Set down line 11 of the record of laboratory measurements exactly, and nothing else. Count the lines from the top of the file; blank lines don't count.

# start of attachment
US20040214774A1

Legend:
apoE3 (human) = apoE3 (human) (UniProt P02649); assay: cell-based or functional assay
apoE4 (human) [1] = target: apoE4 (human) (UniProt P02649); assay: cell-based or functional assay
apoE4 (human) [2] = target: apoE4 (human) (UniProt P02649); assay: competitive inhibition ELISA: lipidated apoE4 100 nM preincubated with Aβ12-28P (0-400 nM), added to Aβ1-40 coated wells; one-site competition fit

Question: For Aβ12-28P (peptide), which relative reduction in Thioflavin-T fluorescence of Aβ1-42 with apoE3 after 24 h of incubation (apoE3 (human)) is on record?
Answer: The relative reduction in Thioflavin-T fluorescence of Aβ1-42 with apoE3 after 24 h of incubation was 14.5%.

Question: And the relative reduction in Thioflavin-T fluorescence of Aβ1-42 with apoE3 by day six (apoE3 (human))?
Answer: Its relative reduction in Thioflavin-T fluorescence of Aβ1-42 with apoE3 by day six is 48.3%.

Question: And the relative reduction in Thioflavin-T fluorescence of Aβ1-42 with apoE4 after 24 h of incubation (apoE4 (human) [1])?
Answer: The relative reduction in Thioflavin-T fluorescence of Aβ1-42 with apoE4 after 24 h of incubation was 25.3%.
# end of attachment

Answer: The relative reduction in Thioflavin-T fluorescence of Aβ1-42 with apoE4 after 24 h of incubation was 25.3%.